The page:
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Bregman 'sorry' for carrying bat to 1st on homer

@alysonfooter
October 30, 2019

HOUSTON -- Nothing surprising emerged from the Astros' half of the first inning of their 7-2 loss in Game 6 of the World Series on Tuesday, except maybe that it took so few pitches from Nationals right-hander Stephen Strasburg before Houston pounced.

HOUSTON -- Nothing surprising emerged from the Astros' half of the first inning of their 7-2 loss in Game 6 of the World Series on Tuesday, except maybe that it took so few pitches from Nationals right-hander Stephen Strasburg before Houston pounced.

It wasn’t surprising that Alex Bregman once again homered off an All-Star pitcher in Strasburg, which he has made a habit of, going deep off eight different All-Stars in the postseason in his career. In fact, the biggest shock of the inning might have been the new kind of bat flip -- or lack of a flip -- that Bregman introduced on his solo blast that capped the two-run frame. He carried his bat with him all the way to first base and handed it off to unsuspecting first-base coach Don Kelly before finishing his trip around the diamond.

After the loss, Bregman said he got caught up in the heat of the moment, and manager AJ Hinch said neither Bregman nor Juan Soto -- who did the same thing on his own home run in the fifth inning -- should have celebrated that way.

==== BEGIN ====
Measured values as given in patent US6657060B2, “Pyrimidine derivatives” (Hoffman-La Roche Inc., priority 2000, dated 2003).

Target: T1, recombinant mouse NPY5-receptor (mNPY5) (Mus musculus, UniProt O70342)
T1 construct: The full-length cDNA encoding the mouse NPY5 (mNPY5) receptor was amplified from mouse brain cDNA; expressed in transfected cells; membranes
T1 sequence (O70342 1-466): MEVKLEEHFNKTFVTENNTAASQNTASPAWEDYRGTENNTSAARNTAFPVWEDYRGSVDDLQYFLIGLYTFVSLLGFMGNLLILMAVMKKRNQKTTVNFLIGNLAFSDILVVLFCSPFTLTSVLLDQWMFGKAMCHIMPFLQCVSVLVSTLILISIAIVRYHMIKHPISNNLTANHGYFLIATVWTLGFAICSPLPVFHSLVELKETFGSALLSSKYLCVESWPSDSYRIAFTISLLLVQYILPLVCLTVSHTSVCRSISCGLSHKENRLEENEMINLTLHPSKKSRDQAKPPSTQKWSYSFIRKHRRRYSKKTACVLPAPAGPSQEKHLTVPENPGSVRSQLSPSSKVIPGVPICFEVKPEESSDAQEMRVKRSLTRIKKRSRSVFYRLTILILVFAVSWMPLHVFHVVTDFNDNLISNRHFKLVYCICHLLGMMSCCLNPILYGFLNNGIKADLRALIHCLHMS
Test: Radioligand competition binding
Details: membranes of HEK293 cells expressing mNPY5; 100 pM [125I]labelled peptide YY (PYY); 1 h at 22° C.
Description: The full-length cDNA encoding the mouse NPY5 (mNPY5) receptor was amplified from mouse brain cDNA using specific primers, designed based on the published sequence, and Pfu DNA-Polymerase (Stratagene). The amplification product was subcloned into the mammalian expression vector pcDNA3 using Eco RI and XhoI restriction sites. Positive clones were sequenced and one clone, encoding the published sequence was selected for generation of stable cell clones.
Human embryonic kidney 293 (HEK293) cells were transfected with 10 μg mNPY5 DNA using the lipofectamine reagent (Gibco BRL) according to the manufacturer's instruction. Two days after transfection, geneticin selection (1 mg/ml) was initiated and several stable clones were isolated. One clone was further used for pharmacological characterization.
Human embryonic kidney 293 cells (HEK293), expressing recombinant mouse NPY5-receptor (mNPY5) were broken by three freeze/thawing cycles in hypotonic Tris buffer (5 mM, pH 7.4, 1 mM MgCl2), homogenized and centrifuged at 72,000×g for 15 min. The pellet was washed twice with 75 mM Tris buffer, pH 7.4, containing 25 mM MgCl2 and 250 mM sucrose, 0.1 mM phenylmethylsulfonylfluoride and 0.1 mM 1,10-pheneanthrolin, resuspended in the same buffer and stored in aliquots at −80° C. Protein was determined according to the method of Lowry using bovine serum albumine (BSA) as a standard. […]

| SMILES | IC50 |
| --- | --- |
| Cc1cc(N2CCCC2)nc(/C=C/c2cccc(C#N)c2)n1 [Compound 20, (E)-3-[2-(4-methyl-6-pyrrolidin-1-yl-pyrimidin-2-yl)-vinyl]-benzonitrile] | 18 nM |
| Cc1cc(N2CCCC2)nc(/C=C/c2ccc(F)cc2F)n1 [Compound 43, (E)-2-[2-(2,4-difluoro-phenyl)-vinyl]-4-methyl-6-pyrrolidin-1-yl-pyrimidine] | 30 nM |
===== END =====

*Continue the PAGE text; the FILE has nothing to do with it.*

"Yeah, he shouldn't carry the bat past first base," Hinch said. "Soto shouldn't carry it to first base, either."

"I let my emotions get the best of me," Bregman said. "I'm sorry for doing that."

Bregman’s 355-foot homer to left gave the Astros a 2-1 lead, and it was the 10th homer of his postseason career and his fourth this October.

George Springer got the Astros started, ripping a first-pitch fastball off the left-field wall. It's not news that he crushes fastballs, so the fact that he swung at the first one he saw, on the first pitch of the inning, and connected for a double was hardly shocking. Springer slugged .673 against fastballs during the regular season, tied for fourth best of 135 hitters with at least 250 at-bats ending on heaters. Springer taking third on a Strasburg wild pitch? Also not surprising, given what an aggressive baserunner he is. And José Altuve driving him in with a sac fly deep to left? Just following a playbook that has helped Houston dozens of times this year.

The Astros will have to wait another day to try to capture their second World Series title in three seasons when they duel the Nats in an all-or-nothing Game 7 on Wednesday night.

Alyson Footer is a national correspondent for MLB.com. Follow her on Twitter @alysonfooter.